Our appointment was set for ten AM, but that time came and went. I’ve always been familiar with Art of War tactics and I believed that the PO was engaging in just those techniques to keep us off balance. But when the PO entered through the door and called my primo’s name, I could see that he probably was just too dumb to tell time. His eyes revealed a bland mind. He moved much like tar: slow and filling whatever empty space it could. His clothes were wrinkled and he could barely pronounce my primo’s name.
We took our respective seats, but before I could say one word, the PO said, “I’m violating you. The police are on their way.”
“Just like that? Look–” I stood up. Big mistake.
“I can have you arrested, too. Is that what you want?”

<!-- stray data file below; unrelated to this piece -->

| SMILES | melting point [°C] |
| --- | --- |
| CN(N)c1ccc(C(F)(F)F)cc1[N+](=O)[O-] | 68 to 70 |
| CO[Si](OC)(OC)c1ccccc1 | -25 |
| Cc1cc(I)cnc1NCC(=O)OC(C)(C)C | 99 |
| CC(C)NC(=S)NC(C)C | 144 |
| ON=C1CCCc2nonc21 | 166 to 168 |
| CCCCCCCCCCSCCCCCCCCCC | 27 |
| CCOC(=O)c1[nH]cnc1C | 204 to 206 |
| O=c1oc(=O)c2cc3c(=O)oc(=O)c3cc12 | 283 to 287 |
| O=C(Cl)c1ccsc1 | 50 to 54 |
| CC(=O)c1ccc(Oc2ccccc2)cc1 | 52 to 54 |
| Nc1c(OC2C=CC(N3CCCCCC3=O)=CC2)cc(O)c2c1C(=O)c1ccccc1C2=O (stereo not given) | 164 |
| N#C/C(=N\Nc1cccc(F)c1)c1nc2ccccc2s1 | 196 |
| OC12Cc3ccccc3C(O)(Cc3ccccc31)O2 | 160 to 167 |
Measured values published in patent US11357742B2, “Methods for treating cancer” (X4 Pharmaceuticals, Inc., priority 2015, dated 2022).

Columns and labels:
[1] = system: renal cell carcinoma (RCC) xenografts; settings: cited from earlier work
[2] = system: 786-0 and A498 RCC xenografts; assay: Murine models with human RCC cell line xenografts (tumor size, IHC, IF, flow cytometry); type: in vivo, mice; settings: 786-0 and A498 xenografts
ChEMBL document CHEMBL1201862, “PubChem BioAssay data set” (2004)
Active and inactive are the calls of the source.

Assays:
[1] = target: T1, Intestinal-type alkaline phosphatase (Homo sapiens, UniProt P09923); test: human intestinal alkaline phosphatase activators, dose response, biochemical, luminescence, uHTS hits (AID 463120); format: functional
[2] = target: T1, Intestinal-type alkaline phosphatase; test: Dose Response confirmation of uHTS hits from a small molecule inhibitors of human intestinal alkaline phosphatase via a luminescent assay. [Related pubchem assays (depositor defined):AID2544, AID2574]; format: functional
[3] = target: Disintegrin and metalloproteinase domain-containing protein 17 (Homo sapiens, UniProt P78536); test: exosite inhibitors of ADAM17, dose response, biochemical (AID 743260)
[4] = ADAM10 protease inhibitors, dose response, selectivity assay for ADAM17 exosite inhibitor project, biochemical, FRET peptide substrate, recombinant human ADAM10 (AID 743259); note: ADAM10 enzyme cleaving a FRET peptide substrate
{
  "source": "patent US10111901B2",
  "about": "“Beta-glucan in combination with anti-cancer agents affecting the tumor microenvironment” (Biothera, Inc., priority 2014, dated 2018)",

I took my seat and shook my head. I looked at my primo. His eyes went dark. The hope he carried when we arrived was long gone. His shoulders slumped. He placed his hand on my shoulder and said, “It’s ok, bro. I’ll just man up and face this crap.”
The PO sat and stared at the scene in his office, but every once in a while, he’d look at his phone. The anguish my primo felt and the helplessness I felt were irrelevant to him. The embroidered badge on his polo shirt was all that mattered to him. “There’s gotta be something you could do. My cousin isn’t a threat; he needs a medical treatment program. Not jail. All he’s gonna learn in jail is how to pick up other drugs. Please–”
Once again he cut me off and said, “He had his chance. All he had to do was report. Now, he’s going to jail for violating his parole. That’s all there is to this.”
Just then, a cop knocked and entered the office. “Who are we taking? Both,” he said and pointed at both my cousin and me.